Questions on Planning the Wedding Day
fiancé is being really relaxed about timings on our wedding day.
I'm trying to put together a running order of the day, whereas he's
saying that it will all just happen... am I being too bossy? Joy,
You are being very sensible! It is important that the best man, chief usher and chief bridesmaid know what's supposed to happen when. Things may not run entirely to schedule, but a timetable of the day will ensure that things run smoothly. It is also very useful for your caterer, photographer etc too.
Related Debrett's Links: Timetable of the Day, Arriving at the Ceremony, Going Away
I love bright colours and am thinking of choosing a bold
colour theme for my wedding. Is it ok to break with conventional
pastel shades and go for orange or red? How can I make it work and
not look horribly out of place? Caroline, Frome
Many brides decide to opt for an unusual colour to make their day really stand out. Orange or red is good option because there are plenty of suitably shaded flowers. You could also match the bridesmaid's dresses, your bouquet, the buttonholes and details such as ribbons, confetti, candles and place settings. Remember, however, for maximum impact and style, keep a sense of balance.
Related Debrett's links: Style and Theme
I'm trying to draw up a budget for the wedding day. A
friend has told me to look out for hidden costs and to keep some
money back for emergencies. What sort of things should I be looking
out for? Vanessa, Hackney
The first thing to remember is that most of your quotes for flowers, venue/marquee, cars, catering etc will come without VAT. So, make sure you allow for the extra percentage to be added onto the final balance. It is sensible to keep some money in the pot because you will find that costs creep up, and there is always something else to pay for or buy. This might be minor costs on decorations or accessories, or might be a more significant amount as you make final decisons on food and drink.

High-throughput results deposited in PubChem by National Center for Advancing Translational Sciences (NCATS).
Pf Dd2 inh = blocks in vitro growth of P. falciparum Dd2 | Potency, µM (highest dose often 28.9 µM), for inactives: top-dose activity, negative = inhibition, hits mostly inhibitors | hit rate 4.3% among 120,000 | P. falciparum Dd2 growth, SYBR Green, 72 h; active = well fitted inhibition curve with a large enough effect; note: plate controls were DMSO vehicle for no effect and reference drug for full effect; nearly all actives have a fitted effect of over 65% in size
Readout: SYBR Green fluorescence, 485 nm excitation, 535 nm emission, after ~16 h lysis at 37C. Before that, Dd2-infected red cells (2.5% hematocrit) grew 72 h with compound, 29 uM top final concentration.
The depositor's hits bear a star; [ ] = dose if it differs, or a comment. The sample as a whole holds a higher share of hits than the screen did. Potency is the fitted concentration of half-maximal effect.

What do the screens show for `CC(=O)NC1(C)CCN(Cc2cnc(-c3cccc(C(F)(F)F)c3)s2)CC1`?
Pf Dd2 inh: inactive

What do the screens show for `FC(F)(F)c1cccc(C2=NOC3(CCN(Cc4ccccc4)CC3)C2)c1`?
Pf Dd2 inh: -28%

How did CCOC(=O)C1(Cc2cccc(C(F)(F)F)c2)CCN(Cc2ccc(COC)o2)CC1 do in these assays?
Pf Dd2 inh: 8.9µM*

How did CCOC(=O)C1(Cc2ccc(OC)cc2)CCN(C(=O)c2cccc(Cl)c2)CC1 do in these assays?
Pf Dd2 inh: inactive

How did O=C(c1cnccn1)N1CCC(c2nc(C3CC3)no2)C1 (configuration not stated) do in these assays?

Related Debrett's Links: Money, Budgeting, Costs
Do I need to bother with wedding insurance? Mark,
It is essential you get wedding insurance. As a lot of money is involved with planning a wedding, and the majority of the payements required before the day, a policy should be organised as soon as the date is set and before any suppliers are booked. There are plenty of reasonably priced packages availible, as well as bespome options if you have special requirements.
Related Debrett's Links: Wedding Insurance
My son is getting married and his fiancé wants the theme
to be black and red and I am mortified! She is to carry a
bouquet of red roses, the bridesmaids are wearing long black satin
dresses and the male wedding party are to wear white tie evening
tail suits, the wedding is at 2pm. Apparently the bride's mother is
wearing all black, a long dress, and they are wanting other guests
to follow suit. In my book this is terribly unlucky and bad form...
am I being a stick in the mud? Kimberley
Modern weddings often adopt unusual themes and dress codes. This may not be to everyone's taste, but many couples want to create a day that is different to more traditional weddings. The invitation or information sent with the invite should inform guests that there is an unusual dress code. It is sensible for you, as the mother of the groom, to liaise with the mother of the bride to check that you will be suitably dressed on the day, and to ensure that you will co-ordinate with the rest of the wedding party.
Related Debrett's Links: Alternative Dress Codes, Style and Theme, The Wedding Team
What should the grooms parents pay for?
Nowadays, there is no set etiquette on wedding costs. Traditionally, the bride's family bears the cost, but this is by no means expected today. Often, the groom's parents will pay for a certain element of the day - e.g. the dress, the wine. Alternatively, they may just write a cheque towards the total cost of the wedding. Equally, many couples decide to pay for the entire day themselves. Often, the wedding is paid for by a combination of both sets of parents and the couple.
Related Debrett's Links: Who Pays?, Traditional Etiquette for Money